In a political context, the common belief regarding nonviolent resistance (at least to those who do not misperceive it in its negative association as being passive, surrendering, non-confrontational, etc.) is that nonviolent resistance is a set of very powerful tools and strategies used to mobilize the masses, create global solidarity, and engage in advocacy campaigns in order to resist oppression and achieve political liberation, justice, and peace.
While this is truly honored and I can claim to be a practitioner of such a vision, I have over the years come to internally recognize that such statements are limited when it comes to truly understanding the power of nonviolence, even in the political context of a struggle for liberation. I have come to the believe that the true purpose of nonviolence should not be to achieve political goals; that would be like saying the purpose of drinking water is putting it in the glass. While fighting for and achieving political liberation is important, just like drinking water, having it in the glass is not enough.
There is more to the power of nonviolence, strength that goes beyond what we perceive and even imagine. I do not say this as a visionary or as a person who lives in an ideal political setting, I say this as a person who lives in Palestine, under Israeli military occupation, and who on a daily bases witnesses and experiences oppression and humiliation and who is yearning and fighting everyday to put an end to this pain and bloodshed experienced by all those who live here.
What I have come to realize and recognize is that once I learn to engage and commit to the true meaning of nonviolence then I will begin to see conflicts (even political conflicts and the way of dealing with them in a new light, where my engagement in resistance is not only to achieve “my legitimate right” or to highlight the “commonalities between me and my opponent” but it is for creating within me and others the recognition of the most basic of human principle, that we are all equal and should treat each other as such. This is when conflicts begins to disappear and this is when assumptions, biases, and even identities are put aside in order to allow for the most impossible goals to become the most possible realities.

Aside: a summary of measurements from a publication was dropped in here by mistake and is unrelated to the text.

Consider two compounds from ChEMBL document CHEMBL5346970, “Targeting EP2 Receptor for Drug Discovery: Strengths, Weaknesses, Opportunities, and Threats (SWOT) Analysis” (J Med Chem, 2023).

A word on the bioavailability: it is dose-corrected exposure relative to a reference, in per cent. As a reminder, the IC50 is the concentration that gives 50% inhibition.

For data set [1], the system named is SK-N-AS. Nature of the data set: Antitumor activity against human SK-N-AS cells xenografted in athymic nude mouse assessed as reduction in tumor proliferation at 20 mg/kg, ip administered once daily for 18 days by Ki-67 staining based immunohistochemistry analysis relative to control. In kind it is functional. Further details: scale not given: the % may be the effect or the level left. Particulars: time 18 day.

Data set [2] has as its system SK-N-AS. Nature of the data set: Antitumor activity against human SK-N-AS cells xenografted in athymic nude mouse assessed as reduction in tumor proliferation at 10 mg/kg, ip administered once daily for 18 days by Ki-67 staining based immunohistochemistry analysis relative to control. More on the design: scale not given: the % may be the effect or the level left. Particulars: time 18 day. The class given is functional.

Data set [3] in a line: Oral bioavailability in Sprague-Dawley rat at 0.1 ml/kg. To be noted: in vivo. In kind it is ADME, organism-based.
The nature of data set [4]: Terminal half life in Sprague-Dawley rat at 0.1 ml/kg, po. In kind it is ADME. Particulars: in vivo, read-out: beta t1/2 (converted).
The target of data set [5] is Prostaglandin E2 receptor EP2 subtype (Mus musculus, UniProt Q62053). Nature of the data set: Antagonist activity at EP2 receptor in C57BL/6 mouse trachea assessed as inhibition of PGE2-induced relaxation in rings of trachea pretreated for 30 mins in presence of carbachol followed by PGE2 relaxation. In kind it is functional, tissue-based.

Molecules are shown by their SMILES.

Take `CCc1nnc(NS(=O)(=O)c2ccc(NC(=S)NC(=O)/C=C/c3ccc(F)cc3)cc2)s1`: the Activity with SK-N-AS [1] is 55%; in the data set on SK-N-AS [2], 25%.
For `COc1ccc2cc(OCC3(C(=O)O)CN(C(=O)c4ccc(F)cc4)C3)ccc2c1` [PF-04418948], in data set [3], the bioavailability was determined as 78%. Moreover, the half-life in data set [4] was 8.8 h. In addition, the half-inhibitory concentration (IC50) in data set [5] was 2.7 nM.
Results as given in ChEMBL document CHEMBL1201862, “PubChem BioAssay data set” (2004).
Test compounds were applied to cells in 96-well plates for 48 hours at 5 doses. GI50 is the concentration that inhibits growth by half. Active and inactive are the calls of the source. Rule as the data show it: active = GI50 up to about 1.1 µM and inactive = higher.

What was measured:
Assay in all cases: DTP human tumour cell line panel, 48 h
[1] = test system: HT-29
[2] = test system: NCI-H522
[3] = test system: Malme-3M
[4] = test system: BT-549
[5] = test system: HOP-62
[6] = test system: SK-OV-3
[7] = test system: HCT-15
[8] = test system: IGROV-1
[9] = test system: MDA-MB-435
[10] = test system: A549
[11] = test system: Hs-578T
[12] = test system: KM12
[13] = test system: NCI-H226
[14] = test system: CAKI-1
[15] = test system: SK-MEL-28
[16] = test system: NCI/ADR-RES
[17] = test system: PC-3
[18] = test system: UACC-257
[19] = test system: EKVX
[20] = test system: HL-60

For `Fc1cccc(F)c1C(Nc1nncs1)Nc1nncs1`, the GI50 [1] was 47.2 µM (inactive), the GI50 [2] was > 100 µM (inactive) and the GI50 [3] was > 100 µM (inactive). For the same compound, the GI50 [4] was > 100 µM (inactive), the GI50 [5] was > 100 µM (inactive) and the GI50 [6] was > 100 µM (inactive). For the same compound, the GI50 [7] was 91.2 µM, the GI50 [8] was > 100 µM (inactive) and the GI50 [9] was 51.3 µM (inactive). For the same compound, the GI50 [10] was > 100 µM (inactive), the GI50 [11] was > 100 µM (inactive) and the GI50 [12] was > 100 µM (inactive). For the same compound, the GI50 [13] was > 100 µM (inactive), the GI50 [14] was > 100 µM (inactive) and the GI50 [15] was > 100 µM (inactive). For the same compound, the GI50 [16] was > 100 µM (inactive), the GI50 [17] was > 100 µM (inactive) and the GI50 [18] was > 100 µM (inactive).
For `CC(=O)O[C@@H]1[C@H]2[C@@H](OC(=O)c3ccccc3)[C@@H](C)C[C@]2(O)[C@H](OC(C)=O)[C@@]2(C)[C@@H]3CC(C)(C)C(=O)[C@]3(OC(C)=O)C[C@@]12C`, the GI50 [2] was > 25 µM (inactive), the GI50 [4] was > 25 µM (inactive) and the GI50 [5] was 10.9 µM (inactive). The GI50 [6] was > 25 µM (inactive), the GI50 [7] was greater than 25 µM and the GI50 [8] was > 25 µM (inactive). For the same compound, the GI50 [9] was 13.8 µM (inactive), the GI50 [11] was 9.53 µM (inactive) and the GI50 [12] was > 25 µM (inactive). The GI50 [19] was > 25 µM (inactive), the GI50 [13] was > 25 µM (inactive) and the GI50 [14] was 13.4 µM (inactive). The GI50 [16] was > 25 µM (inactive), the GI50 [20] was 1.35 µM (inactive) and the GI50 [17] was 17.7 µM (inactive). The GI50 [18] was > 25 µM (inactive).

In the political context of the occupation of Palestine, my true goal through nonviolence is not to end the occupation, not to achieve a peace agreement, and not to create a political state, my goal is greater than that. My goal is to reach a point where there is mutual recognition of the equal rights of the other. Once this is achieved the possibilities for a solution to the political conflict are endless, sustainable, and prosperous. We will even be presented with options and opportunities that have never even been thought of. This is when true peace begins to be a reality.
When I demonstrate at the separation wall currently being constructed by the Israeli government my goal should not be to remove it, but to convince the Israeli soldier standing in front of me with his weapons and protective gear that he is completely powerless standing there pointing his weapons towards me and his true strength will only be achieved once he drops his weapons, stands next to me and drink water with me from the same glass.